June 2024 Power Player


June 2024 Power Player

June 20, 2024
A photo of Megan Kavanaugh and a quote from her interview, "Reach out, connect, and build relationships with people who are doing work that inspires you."

At Power to Decide, we’re committed to uplifting the many individuals on the ground doing the work that matters most. As part of this commitment, we regularly highlight an individual who is championing the effort to support people’s reproductive well-being. Check out our newest Power Player profile.

Megan Kavanaugh, DrPH, she/her/hers

Principal Research Scientist, Guttmacher Institute

What work have you done to ensure that all people have the information and access they need to make decisions that align with their intentions and improve their reproductive well-being?

As a scientist, I have built my work around the idea that rigorous and high-quality evidence should be a key building block on which to build programs and policies that help people to live healthy lives and attain their self-determined highest level of reproductive health. But these programs and policies will be unsuccessful if this research does not reflect people’s real lives and experiences. Along with so many colleagues across our field, I have been working for many years to reexamine and reconsider many of the key metrics that we use to both set and monitor public health goals related to sexual and reproductive health in the United States. This includes revisiting the original assumptions that drove why a particular metric was prioritized, rethinking the approaches to collecting and analyzing data that feed into specific metrics, and aligning research infrastructure to more closely reflect desired study populations and universes, among other efforts.

And while research is a key component of this work, it is just one of the many critical pieces that are needed to build systems and structures to support people in attaining their highest level of reproductive health. It’s a long, slow, and winding path to try to shift long-held beliefs and assumptions both about how people “should” do this and the role of research along this path, but the collaborative and inspiring community working alongside me gives me optimism.

How did you get started in your field? What is your driving force?

I’ve personally always been motivated by the intersection between science and social justice issues, especially identifying the ways that the former can provide a foundation from which to lift up the latter. In my early years of grad school, I worked both as an options counselor at an abortion clinic and a sexual health educator at our university at the same time that I was sitting in public health classes to build my understanding of health behavior theories and learning about how public health goals are set at the national level. There seemed to be a clear disconnect to me between how abortion patients and college students talked about their sexual and reproductive health needs and lives and what was being taught in public health textbooks. Those early signals of misalignment between the research process and people’s real lives were a spark that spurred me on the path that I continue to pursue today.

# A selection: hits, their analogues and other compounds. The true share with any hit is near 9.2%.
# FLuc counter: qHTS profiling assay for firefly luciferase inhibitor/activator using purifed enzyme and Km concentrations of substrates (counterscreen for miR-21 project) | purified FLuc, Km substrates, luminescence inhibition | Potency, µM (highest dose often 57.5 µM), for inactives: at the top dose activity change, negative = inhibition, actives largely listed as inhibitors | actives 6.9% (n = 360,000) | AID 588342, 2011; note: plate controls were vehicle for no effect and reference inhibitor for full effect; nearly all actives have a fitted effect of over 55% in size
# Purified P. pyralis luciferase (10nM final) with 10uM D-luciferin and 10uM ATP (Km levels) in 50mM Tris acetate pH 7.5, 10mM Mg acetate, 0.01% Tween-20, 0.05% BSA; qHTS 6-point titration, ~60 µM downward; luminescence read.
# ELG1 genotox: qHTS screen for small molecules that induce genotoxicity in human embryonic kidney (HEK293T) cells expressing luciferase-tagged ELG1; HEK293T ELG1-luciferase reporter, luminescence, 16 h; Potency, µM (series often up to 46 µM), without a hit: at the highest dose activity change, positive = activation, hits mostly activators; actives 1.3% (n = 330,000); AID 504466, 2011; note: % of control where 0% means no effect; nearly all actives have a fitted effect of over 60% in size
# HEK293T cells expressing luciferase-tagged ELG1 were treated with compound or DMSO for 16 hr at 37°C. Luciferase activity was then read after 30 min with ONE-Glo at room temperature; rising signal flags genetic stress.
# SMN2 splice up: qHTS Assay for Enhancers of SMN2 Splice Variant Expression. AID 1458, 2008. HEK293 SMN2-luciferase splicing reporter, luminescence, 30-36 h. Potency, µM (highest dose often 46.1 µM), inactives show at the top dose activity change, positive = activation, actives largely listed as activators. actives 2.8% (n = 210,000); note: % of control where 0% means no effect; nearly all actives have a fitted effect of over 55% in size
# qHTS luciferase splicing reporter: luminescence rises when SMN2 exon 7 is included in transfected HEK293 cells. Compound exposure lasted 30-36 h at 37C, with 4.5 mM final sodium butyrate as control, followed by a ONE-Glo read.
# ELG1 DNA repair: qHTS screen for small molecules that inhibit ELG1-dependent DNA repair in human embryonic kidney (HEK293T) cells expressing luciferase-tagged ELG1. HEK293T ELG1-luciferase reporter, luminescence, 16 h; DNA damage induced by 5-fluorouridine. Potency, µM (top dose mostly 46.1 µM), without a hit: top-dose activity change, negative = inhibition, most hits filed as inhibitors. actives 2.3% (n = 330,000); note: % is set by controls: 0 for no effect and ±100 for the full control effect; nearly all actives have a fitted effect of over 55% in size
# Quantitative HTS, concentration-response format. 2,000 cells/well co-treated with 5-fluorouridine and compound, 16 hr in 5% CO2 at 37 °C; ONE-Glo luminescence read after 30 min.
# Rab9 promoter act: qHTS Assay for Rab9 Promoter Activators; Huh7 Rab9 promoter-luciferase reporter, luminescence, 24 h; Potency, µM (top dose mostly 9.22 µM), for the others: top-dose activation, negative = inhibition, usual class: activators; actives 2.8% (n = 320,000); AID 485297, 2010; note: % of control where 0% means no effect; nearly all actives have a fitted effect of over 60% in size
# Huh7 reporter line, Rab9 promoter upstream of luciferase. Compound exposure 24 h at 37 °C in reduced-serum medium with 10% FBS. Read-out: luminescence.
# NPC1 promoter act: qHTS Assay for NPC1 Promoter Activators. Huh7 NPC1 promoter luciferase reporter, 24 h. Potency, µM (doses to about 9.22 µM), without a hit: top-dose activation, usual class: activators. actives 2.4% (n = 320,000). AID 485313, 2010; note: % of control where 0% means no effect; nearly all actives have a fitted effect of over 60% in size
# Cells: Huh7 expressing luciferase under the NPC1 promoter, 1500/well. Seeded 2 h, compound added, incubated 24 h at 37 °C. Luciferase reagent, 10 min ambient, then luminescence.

These days, the brilliance and dedication of the many different people who bring a variety of perspectives to the work is my biggest motivator. We will never attain our vision of sexual and reproductive health, rights, and justice by thinking about or working on our issues by ourselves; this is a case where the sum truly is greater than the individual parts. 
What advice would you give to someone looking to effect change in the field that you currently work in?

My advice is two-fold:

  1. Reach out, connect, and build relationships with people who are doing work that inspires you  and/or sparks curiosity about their approach to doing the work. The shortest/most informal conversation held in a conference hallway might entirely shift your perspective, spark a new collaboration, generate an innovative research idea, or lead you to truly finding your people!
  2. Recognize that the work to build and shift systems and programs to actually support people in realizing their self-determined highest level of sexual and reproductive health takes the commitment of people from all perspectives and experiences. If you are excited to contribute as a researcher, that’s great! And, also, recognize that research is a necessary but not sufficient thread within the overall fabric that needs to be woven from the many perspectives contributing towards our shared goals.

Why should someone care about ensuring that all people—regardless of who they are or where they live—have the information and access they need to live their best life?  

Because having full reproductive freedom, agency, and overall well-being are such core aspects of our humanity, and everyone deserves to realize these fundamental human rights. I also want to highlight our shared humanity here; one person’s realization of these individual-level rights often trickles out to positive outcomes for people around them, from partner and close relationships, to families, to communities, and beyond.  

Is there a highlight of your work that you’d like to share?

Just this month I was honored to be among a group of panelists—along with Dr. Raegan!—invited to the White House to mark the 59th anniversary of Griswold vs. Connecticut and to highlight the current landscape of access to contraception in the United States. It was encouraging to see the strong support for people’s sexual and reproductive health care access articulated at the federal level of government, and personally it was fulfilling to be in community with so many others coming from different spaces in the movement who have been working towards shared goals for so many years.